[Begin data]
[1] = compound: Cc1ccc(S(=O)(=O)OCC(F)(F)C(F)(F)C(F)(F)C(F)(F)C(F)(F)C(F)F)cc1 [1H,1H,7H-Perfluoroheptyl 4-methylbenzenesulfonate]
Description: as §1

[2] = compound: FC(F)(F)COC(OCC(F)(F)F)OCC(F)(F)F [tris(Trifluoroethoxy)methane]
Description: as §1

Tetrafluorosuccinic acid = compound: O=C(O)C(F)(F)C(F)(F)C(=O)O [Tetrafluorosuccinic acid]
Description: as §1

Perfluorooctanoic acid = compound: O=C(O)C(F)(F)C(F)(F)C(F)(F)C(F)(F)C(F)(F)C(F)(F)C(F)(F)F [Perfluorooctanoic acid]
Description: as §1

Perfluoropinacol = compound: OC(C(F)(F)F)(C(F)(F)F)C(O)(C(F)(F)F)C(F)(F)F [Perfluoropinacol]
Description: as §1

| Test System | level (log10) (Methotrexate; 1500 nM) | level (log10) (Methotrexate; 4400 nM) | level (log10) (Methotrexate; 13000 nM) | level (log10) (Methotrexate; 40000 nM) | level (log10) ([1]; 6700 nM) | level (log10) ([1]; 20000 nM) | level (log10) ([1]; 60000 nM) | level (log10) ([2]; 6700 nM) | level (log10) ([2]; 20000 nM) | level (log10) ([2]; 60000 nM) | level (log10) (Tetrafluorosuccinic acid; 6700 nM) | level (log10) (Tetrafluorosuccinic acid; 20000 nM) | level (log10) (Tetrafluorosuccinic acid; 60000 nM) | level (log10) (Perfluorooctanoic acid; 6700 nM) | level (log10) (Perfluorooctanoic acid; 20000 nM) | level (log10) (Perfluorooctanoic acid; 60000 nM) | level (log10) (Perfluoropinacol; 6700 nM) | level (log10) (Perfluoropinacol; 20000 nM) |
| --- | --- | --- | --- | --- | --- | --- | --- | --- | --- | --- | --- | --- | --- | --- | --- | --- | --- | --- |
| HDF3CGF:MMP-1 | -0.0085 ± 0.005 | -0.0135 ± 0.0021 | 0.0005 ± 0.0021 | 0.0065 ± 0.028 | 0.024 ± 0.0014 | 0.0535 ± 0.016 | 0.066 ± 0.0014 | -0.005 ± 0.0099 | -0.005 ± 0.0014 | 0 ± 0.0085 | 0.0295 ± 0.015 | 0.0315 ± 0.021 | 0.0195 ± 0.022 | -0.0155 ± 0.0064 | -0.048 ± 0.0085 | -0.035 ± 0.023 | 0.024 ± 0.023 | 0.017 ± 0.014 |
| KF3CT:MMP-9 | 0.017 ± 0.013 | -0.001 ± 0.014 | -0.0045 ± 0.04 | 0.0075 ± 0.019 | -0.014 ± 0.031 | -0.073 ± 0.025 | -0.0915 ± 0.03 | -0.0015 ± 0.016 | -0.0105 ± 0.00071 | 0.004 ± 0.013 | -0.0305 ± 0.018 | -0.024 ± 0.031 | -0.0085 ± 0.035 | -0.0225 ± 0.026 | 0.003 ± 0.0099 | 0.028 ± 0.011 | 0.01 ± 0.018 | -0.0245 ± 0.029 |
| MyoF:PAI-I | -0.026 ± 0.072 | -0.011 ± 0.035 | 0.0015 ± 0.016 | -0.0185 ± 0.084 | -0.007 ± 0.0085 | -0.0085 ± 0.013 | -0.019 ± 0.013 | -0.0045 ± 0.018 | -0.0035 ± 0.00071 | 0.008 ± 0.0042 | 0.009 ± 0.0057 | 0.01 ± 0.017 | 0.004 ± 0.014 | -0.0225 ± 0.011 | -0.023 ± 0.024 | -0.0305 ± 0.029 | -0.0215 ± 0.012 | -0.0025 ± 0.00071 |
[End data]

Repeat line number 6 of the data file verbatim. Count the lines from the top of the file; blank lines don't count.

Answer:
Description: as §1